This cuts at Qimonda come on the heels of other local layoff in Richmond’s manufacturing sector. Economic development agencies will likely tweak their marketing pitch for the fall season.
Greg Wingfield knew local computer chip manufacturer Qimonda wasn’t doing well.
As the president of the Greater Richmond Partnership, an organization that works with local economic development departments to attract new employers, Wingfield been tracking the industry for more than a year and saw the writing on the wall – or via online message boards, as the case was.
Even before Qimonda announced a 10% reduction in its workforce in April, Wingfield knew that with a rock-bottom price for the company’s memory chips, the company could only hold out for so long.
And Wingfield wasn’t surprised when Qimonda announced Monday that it was closing one of its Eastern Henrico chip plants and laying off around 1,200 workers. A Qimonda press release states that the company aims to finish the closure by January.
The company had been losing money for the last several quarters. One source at Qimonda who is not allowed to speak on behalf of the company said that the equipment inside the plant has labels from the banks that have lent the company money and count the equipment as collateral.
Qimonda will also lay off 190 people in Cary, NC, its North American headquarters. Qimonda makes a kind of computer memory called DRAM, which stores data. The memory is widely used in personal computers and other devices. The market for DRAM is flooded with too many chips, which has driven down the price too low to make a profit. Qimonda has been an unprofitable company for the last several quarters.
The cuts amount to 1,200 out of around 3,000 local employees.
Wingfield said the Partnership will likely tweak its marketing efforts to lure new manufacturing plants.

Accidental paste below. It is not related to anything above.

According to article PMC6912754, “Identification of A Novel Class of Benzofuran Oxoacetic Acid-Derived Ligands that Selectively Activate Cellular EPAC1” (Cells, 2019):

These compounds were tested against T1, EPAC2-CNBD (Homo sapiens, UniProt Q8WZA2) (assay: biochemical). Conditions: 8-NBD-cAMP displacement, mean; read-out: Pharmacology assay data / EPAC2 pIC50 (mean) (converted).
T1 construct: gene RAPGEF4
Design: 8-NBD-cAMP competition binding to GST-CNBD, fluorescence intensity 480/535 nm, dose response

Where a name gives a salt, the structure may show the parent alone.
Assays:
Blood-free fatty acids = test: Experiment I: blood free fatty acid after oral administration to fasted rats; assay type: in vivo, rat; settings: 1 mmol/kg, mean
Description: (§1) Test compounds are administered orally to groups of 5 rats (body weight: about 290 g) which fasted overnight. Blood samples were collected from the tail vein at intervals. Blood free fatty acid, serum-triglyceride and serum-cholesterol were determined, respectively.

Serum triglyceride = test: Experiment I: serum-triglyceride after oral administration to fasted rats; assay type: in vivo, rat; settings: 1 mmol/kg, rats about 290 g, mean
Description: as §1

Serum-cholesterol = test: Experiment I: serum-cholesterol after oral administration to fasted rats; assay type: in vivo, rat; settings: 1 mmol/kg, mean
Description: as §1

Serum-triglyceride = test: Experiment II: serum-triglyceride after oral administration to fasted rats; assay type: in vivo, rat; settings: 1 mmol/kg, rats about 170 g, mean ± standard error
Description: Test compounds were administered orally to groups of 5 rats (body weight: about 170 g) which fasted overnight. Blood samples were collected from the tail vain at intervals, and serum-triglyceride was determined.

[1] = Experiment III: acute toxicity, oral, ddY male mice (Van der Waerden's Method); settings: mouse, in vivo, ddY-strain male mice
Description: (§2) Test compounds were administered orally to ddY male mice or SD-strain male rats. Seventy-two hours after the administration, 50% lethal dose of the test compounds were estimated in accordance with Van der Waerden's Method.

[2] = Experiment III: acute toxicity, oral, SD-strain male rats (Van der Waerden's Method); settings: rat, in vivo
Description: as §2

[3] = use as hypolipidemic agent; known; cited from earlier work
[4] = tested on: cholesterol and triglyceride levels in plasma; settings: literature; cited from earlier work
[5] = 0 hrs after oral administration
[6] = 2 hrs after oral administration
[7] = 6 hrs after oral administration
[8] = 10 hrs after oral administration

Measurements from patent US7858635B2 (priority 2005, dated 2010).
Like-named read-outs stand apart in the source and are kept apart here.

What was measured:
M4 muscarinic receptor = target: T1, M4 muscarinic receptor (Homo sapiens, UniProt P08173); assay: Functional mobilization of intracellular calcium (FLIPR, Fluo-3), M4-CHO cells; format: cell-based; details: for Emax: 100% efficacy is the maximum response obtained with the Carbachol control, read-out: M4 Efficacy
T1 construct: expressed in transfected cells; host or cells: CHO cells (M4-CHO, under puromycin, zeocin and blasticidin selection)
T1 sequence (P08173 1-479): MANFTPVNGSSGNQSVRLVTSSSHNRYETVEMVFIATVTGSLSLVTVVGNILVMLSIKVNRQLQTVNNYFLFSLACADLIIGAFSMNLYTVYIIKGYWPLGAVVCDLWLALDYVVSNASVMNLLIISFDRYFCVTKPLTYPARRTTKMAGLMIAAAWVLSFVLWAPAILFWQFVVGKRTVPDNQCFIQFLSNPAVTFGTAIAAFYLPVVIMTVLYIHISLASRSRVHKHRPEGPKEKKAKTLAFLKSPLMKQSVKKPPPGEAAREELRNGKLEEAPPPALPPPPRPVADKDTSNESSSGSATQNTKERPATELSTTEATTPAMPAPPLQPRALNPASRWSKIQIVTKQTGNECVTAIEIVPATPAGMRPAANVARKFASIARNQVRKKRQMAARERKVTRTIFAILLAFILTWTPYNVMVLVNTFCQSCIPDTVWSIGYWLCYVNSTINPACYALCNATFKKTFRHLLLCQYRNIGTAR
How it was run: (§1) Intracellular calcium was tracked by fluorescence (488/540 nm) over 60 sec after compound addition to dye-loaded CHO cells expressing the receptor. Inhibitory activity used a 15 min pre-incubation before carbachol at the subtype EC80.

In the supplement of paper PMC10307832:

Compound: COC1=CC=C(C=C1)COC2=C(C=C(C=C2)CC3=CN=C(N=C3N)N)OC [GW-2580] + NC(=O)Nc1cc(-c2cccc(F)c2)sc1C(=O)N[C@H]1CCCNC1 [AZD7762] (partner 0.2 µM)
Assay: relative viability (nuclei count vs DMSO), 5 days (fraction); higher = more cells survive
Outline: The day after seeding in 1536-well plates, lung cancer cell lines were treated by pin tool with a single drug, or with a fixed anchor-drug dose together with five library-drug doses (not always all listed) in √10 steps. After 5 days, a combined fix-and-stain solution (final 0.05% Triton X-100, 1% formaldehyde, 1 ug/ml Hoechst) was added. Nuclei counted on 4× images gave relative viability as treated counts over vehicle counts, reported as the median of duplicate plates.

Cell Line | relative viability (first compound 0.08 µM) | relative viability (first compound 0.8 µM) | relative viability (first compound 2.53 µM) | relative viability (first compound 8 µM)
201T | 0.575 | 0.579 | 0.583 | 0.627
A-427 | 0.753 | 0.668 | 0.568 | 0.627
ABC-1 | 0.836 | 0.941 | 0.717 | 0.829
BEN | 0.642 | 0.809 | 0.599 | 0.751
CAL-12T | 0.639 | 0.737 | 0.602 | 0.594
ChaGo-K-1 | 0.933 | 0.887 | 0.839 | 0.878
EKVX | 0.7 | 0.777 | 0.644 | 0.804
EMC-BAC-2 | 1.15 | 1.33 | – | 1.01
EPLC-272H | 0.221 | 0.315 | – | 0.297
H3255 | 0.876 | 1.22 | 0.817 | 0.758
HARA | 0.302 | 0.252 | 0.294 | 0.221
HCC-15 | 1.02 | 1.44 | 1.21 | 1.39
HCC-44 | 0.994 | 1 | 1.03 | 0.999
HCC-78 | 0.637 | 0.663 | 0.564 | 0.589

“A rapid response team opened an office to see what we can do to be able to get a summary of skill sets that are coming out of Alcoa and Qimonda, and so we can package that as part of an outreach marketing,” Wingfield said.
VCU is also working to set up some kind of program to help VCU alums find work. Mike Eisenman, director of the Business and Engineering Career Center at VCU, said Qimonda has more VCU engineering grads than any other local employer. The cutbacks will staunch a pipeline that plugged in VCU engineers with high-paying, local jobs.
This cuts come on the heels of other local layoff in Richmond’s manufacturing sector. In September, Alcoa announced it closing the Richmond plants that produced Reynolds Wrap and was laying off around 500 factory workers. There have also been layoffs in home building and marketing/advertising.
The unemployment rate for Richmond rose to 5% in August, and it’ll likely go higher. That’s up more than 50% from 3.2% in August of 2007 but is lower than the 6.1% unemployment rate for the nation as a whole.
While layoffs can in quick fits, economic development efforts generally take longer to take hold.
Wingfield said he and fellow economic developers have a “robust strategy” that includes extensive travel in Europe. “Because of the weak dollar, we’re getting a lot of interest from international companies,” he said.
“While we won’t be doing more (the calendar is already booked with 50 events), we may be more targeted in what we’re doing to respond to the current situation,” Wingfield said.